Year on year the appetite for eLearning is growing as businesses and organisations see what it can offer them
If you think that ‘interactive design’ is purely to make online courses look nice, you’d be wrong (although, it does make them look good). It’s about bringing learning to life and increasing its chances of being understood. So yeah, you could say it’s pretty important!
With this in mind, we’ve put together seven compelling reasons why interactive design is one of the most important things to consider in eLearning.
1. It grabs the users' attention
There’s nothing worse than an online course you can tell is going to be boring from the very first screen. 20 years ago, it was acceptable for eLearning to be text-heavy and dry. But today’s users demand more from a custom eLearning course, and rightly so! They want videos, animations, illustrations and photos to grab their attention and bring the content to life. To do that, the course needs to look more like the kind of content users engage with every day on social media, and not a piece of online learning. That’s the challenge.
2. It helps to prolong user engagement
We think it’s vital that a course makes the user an active participant in their own learning journey. If not, you’re running the risk of a user not absorbing the information and just rushing through it as fast as they can. But videos and animations can help to explain complex situations and concepts in a way that’s both interesting and engaging to several audiences. Try achieving that with the written word! Put it this way: it’s a struggle!
3. It gets information across in fun ways
Obviously, the main goal of any online course is to give the user the information they need. That makes eLearning a serious business, by nature. But why does that mean that the content needs to be presented seriously? We think the best way of getting users interested in the learning is by getting them engrossed in games and quizzes where all the learning has been embedded. Done right, the user will hardly notice that they are learning something, and engagement levels will soar!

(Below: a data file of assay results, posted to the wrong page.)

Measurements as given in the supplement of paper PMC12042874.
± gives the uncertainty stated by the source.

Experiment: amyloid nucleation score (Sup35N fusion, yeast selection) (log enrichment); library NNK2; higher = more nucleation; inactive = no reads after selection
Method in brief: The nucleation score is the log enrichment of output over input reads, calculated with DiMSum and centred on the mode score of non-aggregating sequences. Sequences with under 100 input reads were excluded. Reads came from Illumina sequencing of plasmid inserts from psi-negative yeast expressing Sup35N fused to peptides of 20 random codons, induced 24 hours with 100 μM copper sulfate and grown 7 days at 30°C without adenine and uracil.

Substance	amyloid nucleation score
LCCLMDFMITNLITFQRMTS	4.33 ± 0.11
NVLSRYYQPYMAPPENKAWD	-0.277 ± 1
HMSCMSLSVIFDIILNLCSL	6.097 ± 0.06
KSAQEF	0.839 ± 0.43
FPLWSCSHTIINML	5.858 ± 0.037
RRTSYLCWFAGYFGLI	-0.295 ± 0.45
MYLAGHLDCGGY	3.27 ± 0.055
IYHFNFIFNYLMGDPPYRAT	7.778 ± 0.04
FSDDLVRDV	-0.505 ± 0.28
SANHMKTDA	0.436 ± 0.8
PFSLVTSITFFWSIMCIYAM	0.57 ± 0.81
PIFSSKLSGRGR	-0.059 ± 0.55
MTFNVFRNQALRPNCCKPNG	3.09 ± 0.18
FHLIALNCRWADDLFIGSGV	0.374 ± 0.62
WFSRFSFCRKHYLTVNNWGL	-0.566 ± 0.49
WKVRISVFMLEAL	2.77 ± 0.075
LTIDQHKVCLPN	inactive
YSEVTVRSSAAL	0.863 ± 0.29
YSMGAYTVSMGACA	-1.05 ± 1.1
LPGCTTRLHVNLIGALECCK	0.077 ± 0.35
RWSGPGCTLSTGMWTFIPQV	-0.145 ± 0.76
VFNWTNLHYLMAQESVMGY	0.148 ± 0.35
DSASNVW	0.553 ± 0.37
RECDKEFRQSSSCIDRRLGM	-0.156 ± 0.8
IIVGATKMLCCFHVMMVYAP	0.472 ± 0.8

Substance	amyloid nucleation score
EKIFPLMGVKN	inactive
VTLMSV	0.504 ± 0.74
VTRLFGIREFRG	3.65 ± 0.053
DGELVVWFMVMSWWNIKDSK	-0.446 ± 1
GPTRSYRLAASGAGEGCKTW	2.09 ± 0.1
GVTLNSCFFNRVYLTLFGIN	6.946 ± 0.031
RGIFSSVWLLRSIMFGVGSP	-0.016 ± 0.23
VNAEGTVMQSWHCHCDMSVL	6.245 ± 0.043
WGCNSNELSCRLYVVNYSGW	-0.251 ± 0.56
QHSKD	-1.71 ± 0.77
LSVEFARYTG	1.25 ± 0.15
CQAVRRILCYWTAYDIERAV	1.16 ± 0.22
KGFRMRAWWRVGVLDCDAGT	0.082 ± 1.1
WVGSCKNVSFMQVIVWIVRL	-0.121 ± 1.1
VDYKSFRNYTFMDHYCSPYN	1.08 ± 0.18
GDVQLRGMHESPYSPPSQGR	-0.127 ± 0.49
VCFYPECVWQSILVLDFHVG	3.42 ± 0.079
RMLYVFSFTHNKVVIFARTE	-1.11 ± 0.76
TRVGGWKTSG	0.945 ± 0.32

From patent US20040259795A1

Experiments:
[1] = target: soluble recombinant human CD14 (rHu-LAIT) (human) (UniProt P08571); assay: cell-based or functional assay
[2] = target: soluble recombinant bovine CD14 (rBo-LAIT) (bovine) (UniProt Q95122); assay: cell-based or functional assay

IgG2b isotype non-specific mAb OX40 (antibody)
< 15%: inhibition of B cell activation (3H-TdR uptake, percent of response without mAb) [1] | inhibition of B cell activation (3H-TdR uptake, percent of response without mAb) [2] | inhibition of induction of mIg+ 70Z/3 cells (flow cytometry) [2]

4. It allows for great storytelling
Great storytelling has always been the most effective way of getting a message across – and always will be – so why would this be any different with eLearning? Interactive eLearning design allows for users to follow narratives that involve different people and characters. Instead of situations being described in an abstract way, with little connection to emotion or real life, this method can bring it to life and help the user connect with it better.
5. It creates real-life situations
People say that the best way of learning is by doing. Interactive design gives users the chance to do just that by presenting them with real-life scenarios; where they have to make a decision. The great thing about this way of learning is that it gives the user the opportunity to demonstrate their knowledge in a subject but without any of the risks associated with real-life decisions. This kind of interactivity is perfect for users learning about dangerous machinery or work that involves high risk.
6. It can put the user in control of their learning
Okay, so most courses start at the beginning and finish at the end, but does that mean your learning has to as well? Digital learning allows users to dip in and out of courses because not everyone can sit down and complete their training in one go. Also, giving users the chance to pick and choose which part of the learning they want to start with can improve all-round engagement. If they want to start at the end because it looks more fun, why stop them? If they are doing it, that’s good, right?
7. It can make tests feel as though they are not tests
After a user has completed the learning element of a course, they usually have to showcase their newly acquired knowledge to pass the course. This would either be a scary-looking assessment (which probably reminded people of a bit too much of school) or your classic multiple-choice questions. However interactive design can make these assessments fun by presenting them as engaging quizzes or tasks that still demonstrate knowledge from the course.